Documentary director Xu Huan did not think her cultural relics videos would become a hit among Chinese youth.
"When I first started, it was a personal interest project to tell the history of the objects on camera. But now public interest in such films is growing," she said.
Xu, 49, has been filming relics and museums for the last 13 years and her latest work "If National Treasures Could Talk" debuted on China Central Television (CCTV) in January and soon went viral online, with a single episode attracting over 500,000 audience.
"I found out many post-90s youth followed the program. But I didn't intend to make a program tailored for them," said Xu.
Xu's idea to make five-minute episodes came during her travels abroad. In 2012, she visited the British Museum and bought a DVD which had short videos about its treasures.
Xu started selecting artifacts and featuring their stories for a documentary about the Palace Museum which received excellent ratings. "This inspired me a lot. A slow pace and serious tone are not required for a quality documentary. Bite-size vivid storytelling can enable people to understand and appreciate the object easier and quicker," she said.
"You came from the earth. With an upward face. As if you were looking up to the sky," the narrator reads, describing a 6,000-year-old jug shaped like a man's head and torso.
"Let the relic do all the talking" is Xu's philosophy and this has been well received by young audiences. Since it first aired, the program has received tens of thousands of supportive "danmu," the live viewers' comments that fly across the screen on video-sharing platform bilibili.com,popular with China's post-90s generation.
"People take it for granted that millennials get bored easily with shows focused on culture and traditions. Actually we are just as interested as our parents," said Wang Ying, a student who studies ancient history in Beijing Normal University.
A report by CSM, a leading Chinese media research company said young Chinese previously preferred TV shows with pop idol guests, but a growing number are turning to cultural TV programs.
Xu admitted she underestimated youth interest in traditional culture and artifacts. "Actually, we don't stress how ancient the object is in the program. Even before I started filming, I told myself this program should not just focus on the objects, but their evidence of human history and connection to people in China and around the world," said Xu.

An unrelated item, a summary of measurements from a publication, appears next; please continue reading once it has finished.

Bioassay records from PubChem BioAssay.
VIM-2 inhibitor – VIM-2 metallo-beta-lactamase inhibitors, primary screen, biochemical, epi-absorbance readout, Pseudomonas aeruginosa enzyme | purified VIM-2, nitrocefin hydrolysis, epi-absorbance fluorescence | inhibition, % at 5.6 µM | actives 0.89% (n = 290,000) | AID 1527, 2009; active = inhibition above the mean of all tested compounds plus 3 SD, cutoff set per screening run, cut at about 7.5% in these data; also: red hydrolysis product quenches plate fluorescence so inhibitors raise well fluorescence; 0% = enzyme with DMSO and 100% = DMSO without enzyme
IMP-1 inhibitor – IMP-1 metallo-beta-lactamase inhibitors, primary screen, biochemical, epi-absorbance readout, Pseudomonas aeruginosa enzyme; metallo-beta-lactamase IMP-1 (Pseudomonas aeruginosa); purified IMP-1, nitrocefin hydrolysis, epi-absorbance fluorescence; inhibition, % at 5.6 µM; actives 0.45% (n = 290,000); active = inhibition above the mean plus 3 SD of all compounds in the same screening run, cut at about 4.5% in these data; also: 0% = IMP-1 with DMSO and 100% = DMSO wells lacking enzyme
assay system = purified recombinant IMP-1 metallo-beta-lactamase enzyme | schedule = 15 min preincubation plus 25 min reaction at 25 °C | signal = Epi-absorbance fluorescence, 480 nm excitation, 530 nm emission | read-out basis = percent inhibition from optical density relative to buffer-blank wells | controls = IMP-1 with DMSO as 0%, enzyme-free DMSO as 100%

Antiques are often seen as a witness to history, yet the documentaries have helped unearth the human stories behind them.
On bilibili.com, many viewers said they wanted to visit museums and have a closer look at the artifacts after watching the program.
Wang Ying said it is like a treasure hunt. "When you are told what these treasures are like, where they are, and how they are related to you, you definitely want to see them," he said.
Such feelings have enticed many young people into museums. Wang even became a voluntarily guide at the Capital Museum in Beijing.
"We are used to learning dry facts from textbooks. But now I want to use my knowledge to help young children participate in engaging activities," said Wang.
In recent years, museums across China are paying more attention to the way they present ancient artifacts to public and underlining their educational role as well.
"Museums have to transform their role from simply displaying objects into promoting the audience's active learning with interactive activities," said Fang Qin, curator of Hubei Provincial Museum.
The Capital Museum holds many interactive activities, such as workshops that are designed to teach children how to recreate artifacts.
"Both my daughter and I love such workshops. For example, we attended a class to learn how to make pottery and learnt about the history of Chinese pottery. After the class, my daughter told me she could not believe how smart our ancestors were," said Wang Jun, 31.
Wang runs an online chat group for 320 mothers. She was impressed by the program "If National Treasures Could Talk" and studies the detailed history and stories behind each artifact and posts her findings in the group.
She has also organized three parent-child museum tours to allow children "touch history and communicate with the artifacts."
"Never look down on the youth. They are young but they are also quite interested in our traditions and have their own observations," said Xu Huan.
Xu still remembers at a preview screening, a primary school student raised his hand and asked why a hawk-shaped piece of pottery was so fat. "Everyone laughed. It looked different from the other artifacts, and the child showed he was paying close attention to that," said Xu.